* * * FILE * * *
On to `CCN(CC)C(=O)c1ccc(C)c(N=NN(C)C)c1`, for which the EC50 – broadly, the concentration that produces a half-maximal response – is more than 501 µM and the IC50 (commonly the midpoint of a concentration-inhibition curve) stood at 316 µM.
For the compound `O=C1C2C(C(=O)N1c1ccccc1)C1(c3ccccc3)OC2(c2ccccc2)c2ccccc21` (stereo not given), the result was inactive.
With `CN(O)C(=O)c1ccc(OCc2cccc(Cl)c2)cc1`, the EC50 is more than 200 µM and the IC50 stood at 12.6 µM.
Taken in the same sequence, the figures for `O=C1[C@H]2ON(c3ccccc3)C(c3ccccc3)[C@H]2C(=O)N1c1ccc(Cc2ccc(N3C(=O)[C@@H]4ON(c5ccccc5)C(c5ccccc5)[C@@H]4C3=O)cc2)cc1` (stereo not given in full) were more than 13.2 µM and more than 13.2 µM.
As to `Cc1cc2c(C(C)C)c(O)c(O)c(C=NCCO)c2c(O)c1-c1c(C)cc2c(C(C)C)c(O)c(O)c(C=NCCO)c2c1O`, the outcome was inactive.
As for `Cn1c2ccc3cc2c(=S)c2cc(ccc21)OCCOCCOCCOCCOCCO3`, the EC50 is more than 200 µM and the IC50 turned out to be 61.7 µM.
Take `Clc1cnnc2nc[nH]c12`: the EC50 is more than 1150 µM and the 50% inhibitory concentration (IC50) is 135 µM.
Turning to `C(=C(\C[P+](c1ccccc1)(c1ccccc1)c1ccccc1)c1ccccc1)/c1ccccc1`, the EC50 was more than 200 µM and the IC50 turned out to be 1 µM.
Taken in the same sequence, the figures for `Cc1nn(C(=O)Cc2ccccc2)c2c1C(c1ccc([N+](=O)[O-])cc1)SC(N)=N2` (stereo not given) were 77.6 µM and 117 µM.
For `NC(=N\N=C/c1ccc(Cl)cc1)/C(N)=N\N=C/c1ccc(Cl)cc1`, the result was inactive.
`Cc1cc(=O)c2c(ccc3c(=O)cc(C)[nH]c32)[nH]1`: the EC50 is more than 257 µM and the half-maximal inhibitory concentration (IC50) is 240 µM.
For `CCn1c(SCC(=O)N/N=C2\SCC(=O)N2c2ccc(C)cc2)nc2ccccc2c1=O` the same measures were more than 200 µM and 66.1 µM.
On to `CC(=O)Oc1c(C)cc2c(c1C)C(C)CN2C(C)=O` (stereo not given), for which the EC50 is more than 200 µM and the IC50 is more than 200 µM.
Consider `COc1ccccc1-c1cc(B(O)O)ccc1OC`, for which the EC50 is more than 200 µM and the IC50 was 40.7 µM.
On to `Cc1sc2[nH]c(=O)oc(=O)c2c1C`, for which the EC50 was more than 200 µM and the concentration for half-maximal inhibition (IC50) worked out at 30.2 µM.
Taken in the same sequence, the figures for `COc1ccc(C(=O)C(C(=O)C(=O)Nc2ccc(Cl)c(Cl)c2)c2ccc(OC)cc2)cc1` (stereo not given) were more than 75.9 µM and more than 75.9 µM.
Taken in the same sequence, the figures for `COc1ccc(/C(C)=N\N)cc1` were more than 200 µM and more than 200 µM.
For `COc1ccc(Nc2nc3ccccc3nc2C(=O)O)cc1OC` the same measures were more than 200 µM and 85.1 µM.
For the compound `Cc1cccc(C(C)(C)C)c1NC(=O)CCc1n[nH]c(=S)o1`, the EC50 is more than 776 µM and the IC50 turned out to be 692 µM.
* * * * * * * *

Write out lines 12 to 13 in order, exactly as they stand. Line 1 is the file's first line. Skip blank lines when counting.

For `CCn1c(SCC(=O)N/N=C2\SCC(=O)N2c2ccc(C)cc2)nc2ccccc2c1=O` the same measures were more than 200 µM and 66.1 µM.
On to `CC(=O)Oc1c(C)cc2c(c1C)C(C)CN2C(C)=O` (stereo not given), for which the EC50 is more than 200 µM and the IC50 is more than 200 µM.